Electra - P-3 News
Air Tanker #23 Water Drop Video– July 14, 2019
The incident appears very similar to the gear-up landing of Buffalo Electra C-FBAQ at Yellowknife on March 5, 2012. That aircraft was repaired and is currently active with Buffalo as firebomber #417. Hopefully #490 can be quickly repaired and put back into service.
Airstrike's P-3A N923AU/Tanker #23 was captured on video making a demonstration water drop at Northern Colorado Regional Airport in Loveland, Colorado. As reported on this website on February 10, 2019, Airstrike has a "call when needed"contract with the State of Colorado for fighting wildfires.
Former Atlantic Airlines Electra Receving TLC in Buffalo's Red Deer Hangar – July 10, 2019
Michael Baldock visited Buffalo Airways at Red Deer Municipal Airport on June 2, 2019 and noted that former Atlantic Airlines Electra C-GIZU was inside one of the Buffalo hangars. The aircraft, along with C-GYCG, was acquired from Conair in the fall of 2016 and ferried to Red Deer shortly thereafter. It has been parked at the airport since arriving and hopefully its presence inside the hangar means that it will be entering service with Buffalo Airways. I had heard that import paperwork issues needed to be resolved and hopefully this has happened. In the meantime, Buffalo’s other former Atlantic Airlines Electra C-GYCG remains in Abottsford almost three years after the sale. Transport Canada has decreed that all outstanding AD’s must be resolved before it will allow the aircraft to undertake the short ferry flight to Red Deer. This is a very puzzling decision considering that ferry permits are routinely issued for the purpose of moving non-airworthy civil aircraft to other locations for a variety of reasons, including maintenance. One has to wonder if the Joe McBryan-Transport Canada feud continues.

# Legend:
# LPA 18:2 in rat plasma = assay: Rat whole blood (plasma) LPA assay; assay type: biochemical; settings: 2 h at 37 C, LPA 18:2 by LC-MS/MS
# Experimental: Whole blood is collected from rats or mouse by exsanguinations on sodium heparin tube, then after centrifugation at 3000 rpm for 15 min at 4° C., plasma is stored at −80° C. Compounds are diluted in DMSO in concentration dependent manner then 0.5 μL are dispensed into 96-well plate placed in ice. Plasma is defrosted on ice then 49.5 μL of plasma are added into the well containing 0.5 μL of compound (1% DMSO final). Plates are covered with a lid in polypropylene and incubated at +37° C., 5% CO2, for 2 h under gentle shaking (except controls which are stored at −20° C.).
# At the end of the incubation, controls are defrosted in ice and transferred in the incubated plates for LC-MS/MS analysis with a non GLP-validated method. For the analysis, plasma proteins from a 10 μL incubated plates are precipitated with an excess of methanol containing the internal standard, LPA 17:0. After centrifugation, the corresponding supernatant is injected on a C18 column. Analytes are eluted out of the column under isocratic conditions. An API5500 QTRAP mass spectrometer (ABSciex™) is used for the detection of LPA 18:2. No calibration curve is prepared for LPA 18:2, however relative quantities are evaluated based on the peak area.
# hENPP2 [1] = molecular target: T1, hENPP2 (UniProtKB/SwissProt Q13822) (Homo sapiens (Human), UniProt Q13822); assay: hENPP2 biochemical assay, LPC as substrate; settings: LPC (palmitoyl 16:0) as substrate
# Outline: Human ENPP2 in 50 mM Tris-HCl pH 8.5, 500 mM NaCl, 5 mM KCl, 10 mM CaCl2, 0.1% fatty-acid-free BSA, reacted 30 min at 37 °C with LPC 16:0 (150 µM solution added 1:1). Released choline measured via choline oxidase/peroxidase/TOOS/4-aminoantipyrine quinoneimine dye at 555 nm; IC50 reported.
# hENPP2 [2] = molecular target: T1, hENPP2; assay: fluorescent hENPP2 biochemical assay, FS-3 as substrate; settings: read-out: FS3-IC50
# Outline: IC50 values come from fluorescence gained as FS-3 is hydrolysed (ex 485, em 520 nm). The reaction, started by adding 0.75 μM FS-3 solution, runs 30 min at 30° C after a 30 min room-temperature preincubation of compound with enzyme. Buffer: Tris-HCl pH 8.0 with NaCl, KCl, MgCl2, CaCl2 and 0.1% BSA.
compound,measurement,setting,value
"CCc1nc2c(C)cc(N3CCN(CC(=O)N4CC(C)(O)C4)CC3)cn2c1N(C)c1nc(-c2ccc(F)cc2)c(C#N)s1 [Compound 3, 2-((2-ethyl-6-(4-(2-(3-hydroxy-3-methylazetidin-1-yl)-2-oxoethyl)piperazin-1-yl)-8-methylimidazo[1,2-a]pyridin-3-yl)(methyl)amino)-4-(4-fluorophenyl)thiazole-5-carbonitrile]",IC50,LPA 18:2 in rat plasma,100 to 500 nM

Air Spray Electra Emergency Landing – July 8, 2019
Air Spray Tanker #490 C-GZCF made an emergency landing on June 22, 2019 at Red Deer Airport in Alberta, Canada after experiencing landing gear problems. None of the four crewmembers were injured and the 3,000 fire retardant tank and right side props/engines seemed to have taken the major brunt of the forced landing. From video of the landing and post-crash photos, it appears that the nose and right main gear failed to retract.
Former Zantop Electras Linger on at Keystone Heights – June 5, 2019
Electra fans had cause for optimism five years ago when four former Zantop Electras that had been stored at Willow Run Airport in Michigan for many years were one by one made airworthy and flown to Keystone Airpark in Florida. A consortium, consisting of MHD-Rockland, Mercair and Buffalo Airways, planned on restoring the aircraft as either freighters or firebombers but unfortunately the partnership fell apart and the aircraft have been sitting idle since then. I visited Keystone Airpark on May 9, 2019 and, while there is talk of a possible deal to return the aircraft to service, it is safe to say they face an uncertain future. Things have turned out better for the three former Zantop aircraft that went to Air Spray in Canada, with two of aircraft currently active as firebombers.
Former Conair Electra Remains at Abbotsford – February 10, 2019
Buffalo Airways acquired two former Atlantic Airlines Electras from the Conair Group in the fall of 2016. C-GIZU and C-GYCG were never put into service by Conair and had been stored at the company’s headquarters in Abbotsford, B.C. since arriving from England. C-GIZU was made airworthy and ferried to Red Deer shortly after the aircraft were acquired by Buffalo but, with winter quickly approaching, it was decided to wait until warmer weather to prepare C-GYCG for the ferry flight.
Electra specialists Don Deyo and Tom Hastings returned in the spring of 2017 and were ready to hang engines and props when Transport Canada ruled that all outstanding Airworthiness Directives (AD) had to be complied with prior to the ferry flight. The “no open AD” requirement for a ferry flight is almost unheard of and one has to wonder if someone at Transport Canada still has an axe to grind with Joe McBryan. This new requirement put an end to Don and Tom’s efforts and the aircraft remains parked in Abbotsford. Meanwhile, C-GIZU has not been put into service by Buffalo and remains parked in Red Deer.